Bottom Line: Of the 186 results, 14 RCTs, with a total of 659 participants from 11 countries, were included.Except for three studies assessed as having a 'moderate risk of bias', the RCTs were rated as having a 'high risk of bias'.However, no significant effects were shown for split-mouth-design studies (P = 0.38 versus placebo groups).

View Article: PubMed Central - PubMed

Affiliation: Faculty of Dentistry, The University of Hong Kong, 34 Hospital Road, Sai Ying Pun, Hong Kong SAR, China.

ABSTRACT
To assess the effectiveness of diode low-level laser therapy (LLLT) for orthodontic pain control, a systematic and extensive electronic search for randomised controlled trials (RCTs) investigating the effects of diode LLLT on orthodontic pain prior to November 2014 was performed using the Cochrane Library (Issue 9, 2014), PubMed (1997), EMBASE (1947) and Web of Science (1956). The Cochrane tool for risk of bias evaluation was used to assess the bias risk in the chosen data. A meta-analysis was conducted using RevMan 5.3. Of the 186 results, 14 RCTs, with a total of 659 participants from 11 countries, were included. Except for three studies assessed as having a 'moderate risk of bias', the RCTs were rated as having a 'high risk of bias'. The methodological weaknesses were mainly due to 'blinding' and 'allocation concealment'. The meta-analysis showed that diode LLLT significantly reduced orthodontic pain by 39 % in comparison with placebo groups (P = 0.02). Diode LLLT was shown to significantly reduce the maximum pain intensity among parallel-design studies (P = 0.003 versus placebo groups; P = 0.000 versus control groups). However, no significant effects were shown for split-mouth-design studies (P = 0.38 versus placebo groups). It was concluded that the use of diode LLLT for orthodontic pain appears promising. However, due to methodological weaknesses, there was insufficient evidence to support or refute LLLT's effectiveness. RCTs with better designs and appropriate sample power are required to provide stronger evidence for diode LLLT's clinical applications.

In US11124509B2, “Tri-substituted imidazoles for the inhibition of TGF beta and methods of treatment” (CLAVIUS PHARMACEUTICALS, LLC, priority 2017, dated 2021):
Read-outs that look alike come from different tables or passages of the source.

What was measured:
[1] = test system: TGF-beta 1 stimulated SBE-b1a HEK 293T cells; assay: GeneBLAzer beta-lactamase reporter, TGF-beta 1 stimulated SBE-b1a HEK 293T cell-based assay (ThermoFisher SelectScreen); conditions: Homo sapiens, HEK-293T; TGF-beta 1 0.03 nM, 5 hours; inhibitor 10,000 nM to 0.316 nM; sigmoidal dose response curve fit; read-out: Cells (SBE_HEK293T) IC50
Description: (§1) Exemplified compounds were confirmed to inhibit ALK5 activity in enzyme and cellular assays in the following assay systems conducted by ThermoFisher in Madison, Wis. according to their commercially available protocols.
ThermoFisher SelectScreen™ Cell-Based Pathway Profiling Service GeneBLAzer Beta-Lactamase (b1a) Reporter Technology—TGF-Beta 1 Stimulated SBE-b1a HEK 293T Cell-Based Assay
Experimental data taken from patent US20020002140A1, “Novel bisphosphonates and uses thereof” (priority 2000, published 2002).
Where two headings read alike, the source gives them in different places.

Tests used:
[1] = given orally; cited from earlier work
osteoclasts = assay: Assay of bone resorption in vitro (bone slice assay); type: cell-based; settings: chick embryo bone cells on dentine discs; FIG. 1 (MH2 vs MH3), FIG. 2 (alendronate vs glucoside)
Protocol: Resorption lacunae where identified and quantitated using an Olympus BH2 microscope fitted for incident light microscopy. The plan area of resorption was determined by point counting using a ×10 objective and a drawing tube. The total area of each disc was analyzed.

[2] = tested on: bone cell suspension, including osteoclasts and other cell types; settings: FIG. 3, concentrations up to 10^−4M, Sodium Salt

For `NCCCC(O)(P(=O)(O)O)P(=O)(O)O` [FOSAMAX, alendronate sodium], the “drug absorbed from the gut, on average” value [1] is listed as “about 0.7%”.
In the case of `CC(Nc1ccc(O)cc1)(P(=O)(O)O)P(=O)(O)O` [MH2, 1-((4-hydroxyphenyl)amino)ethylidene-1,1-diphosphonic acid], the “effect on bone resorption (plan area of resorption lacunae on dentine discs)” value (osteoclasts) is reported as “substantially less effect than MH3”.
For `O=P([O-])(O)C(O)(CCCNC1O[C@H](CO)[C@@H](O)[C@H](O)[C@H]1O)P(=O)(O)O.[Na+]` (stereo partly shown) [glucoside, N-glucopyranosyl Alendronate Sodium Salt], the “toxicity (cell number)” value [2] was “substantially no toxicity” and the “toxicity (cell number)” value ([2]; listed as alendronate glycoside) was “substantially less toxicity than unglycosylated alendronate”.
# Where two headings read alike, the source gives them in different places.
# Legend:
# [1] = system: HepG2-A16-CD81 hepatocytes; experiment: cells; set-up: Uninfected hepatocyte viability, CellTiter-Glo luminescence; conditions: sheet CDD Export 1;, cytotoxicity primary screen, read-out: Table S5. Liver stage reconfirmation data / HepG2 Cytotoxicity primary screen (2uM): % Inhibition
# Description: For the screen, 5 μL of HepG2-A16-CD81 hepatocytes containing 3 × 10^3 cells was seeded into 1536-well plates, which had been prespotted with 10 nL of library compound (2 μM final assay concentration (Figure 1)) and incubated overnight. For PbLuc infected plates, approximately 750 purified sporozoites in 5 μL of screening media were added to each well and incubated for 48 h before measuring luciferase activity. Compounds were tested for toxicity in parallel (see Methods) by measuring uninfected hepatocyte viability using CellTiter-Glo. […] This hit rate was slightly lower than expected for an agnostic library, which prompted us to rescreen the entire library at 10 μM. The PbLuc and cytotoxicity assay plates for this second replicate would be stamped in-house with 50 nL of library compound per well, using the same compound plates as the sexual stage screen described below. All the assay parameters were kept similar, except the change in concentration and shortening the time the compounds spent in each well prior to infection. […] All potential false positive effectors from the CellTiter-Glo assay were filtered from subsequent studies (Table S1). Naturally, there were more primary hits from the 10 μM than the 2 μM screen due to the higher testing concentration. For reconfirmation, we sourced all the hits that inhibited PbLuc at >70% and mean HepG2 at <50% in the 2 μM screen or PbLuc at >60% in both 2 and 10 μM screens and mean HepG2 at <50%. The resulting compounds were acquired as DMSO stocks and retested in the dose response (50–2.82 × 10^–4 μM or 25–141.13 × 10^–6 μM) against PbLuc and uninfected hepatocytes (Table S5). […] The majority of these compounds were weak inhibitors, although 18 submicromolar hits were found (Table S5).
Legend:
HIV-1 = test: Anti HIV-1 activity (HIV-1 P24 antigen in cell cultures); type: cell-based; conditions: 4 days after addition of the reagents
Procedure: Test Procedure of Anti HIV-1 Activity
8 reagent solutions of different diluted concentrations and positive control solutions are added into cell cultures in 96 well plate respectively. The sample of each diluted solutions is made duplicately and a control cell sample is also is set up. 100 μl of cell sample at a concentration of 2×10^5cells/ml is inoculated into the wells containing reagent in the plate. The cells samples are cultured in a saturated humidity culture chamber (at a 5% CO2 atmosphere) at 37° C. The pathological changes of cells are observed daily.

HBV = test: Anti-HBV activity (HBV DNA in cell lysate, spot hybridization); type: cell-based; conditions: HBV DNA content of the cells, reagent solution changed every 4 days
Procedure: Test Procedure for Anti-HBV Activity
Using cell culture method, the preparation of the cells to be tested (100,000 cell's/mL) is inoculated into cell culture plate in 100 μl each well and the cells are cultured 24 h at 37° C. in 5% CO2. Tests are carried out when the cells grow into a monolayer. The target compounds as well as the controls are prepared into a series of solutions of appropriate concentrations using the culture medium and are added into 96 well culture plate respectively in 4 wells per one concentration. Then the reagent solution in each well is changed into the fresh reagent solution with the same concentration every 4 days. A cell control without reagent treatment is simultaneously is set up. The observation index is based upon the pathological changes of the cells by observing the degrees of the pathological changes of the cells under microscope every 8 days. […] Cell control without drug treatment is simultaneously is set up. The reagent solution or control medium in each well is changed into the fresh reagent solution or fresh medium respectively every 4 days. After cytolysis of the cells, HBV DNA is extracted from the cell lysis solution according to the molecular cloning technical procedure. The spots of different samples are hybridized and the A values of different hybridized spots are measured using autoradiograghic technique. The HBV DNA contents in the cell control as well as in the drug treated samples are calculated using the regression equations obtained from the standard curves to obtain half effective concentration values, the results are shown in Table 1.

No MeSH data available.


Related in: MedlinePlus